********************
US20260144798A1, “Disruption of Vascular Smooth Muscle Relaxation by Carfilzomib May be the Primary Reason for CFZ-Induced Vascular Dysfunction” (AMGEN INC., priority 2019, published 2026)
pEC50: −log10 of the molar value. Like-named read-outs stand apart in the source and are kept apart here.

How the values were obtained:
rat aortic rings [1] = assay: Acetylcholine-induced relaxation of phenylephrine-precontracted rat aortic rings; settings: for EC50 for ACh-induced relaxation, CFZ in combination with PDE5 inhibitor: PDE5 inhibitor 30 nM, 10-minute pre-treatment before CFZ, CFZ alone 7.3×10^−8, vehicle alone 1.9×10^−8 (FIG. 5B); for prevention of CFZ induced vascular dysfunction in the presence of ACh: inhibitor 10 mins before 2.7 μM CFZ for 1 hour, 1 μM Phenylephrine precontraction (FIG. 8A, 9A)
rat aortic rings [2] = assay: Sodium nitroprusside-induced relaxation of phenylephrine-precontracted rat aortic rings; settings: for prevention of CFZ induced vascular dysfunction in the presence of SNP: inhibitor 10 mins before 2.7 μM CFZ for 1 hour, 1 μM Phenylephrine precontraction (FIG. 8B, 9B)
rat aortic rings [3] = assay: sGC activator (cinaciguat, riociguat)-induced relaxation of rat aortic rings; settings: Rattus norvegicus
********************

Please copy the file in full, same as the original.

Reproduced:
US20260144798A1, “Disruption of Vascular Smooth Muscle Relaxation by Carfilzomib May be the Primary Reason for CFZ-Induced Vascular Dysfunction” (AMGEN INC., priority 2019, published 2026)
pEC50: −log10 of the molar value. Like-named read-outs stand apart in the source and are kept apart here.

How the values were obtained:
rat aortic rings [1] = assay: Acetylcholine-induced relaxation of phenylephrine-precontracted rat aortic rings; settings: for EC50 for ACh-induced relaxation, CFZ in combination with PDE5 inhibitor: PDE5 inhibitor 30 nM, 10-minute pre-treatment before CFZ, CFZ alone 7.3×10^−8, vehicle alone 1.9×10^−8 (FIG. 5B); for prevention of CFZ induced vascular dysfunction in the presence of ACh: inhibitor 10 mins before 2.7 μM CFZ for 1 hour, 1 μM Phenylephrine precontraction (FIG. 8A, 9A)
rat aortic rings [2] = assay: Sodium nitroprusside-induced relaxation of phenylephrine-precontracted rat aortic rings; settings: for prevention of CFZ induced vascular dysfunction in the presence of SNP: inhibitor 10 mins before 2.7 μM CFZ for 1 hour, 1 μM Phenylephrine precontraction (FIG. 8B, 9B)
rat aortic rings [3] = assay: sGC activator (cinaciguat, riociguat)-induced relaxation of rat aortic rings; settings: Rattus norvegicus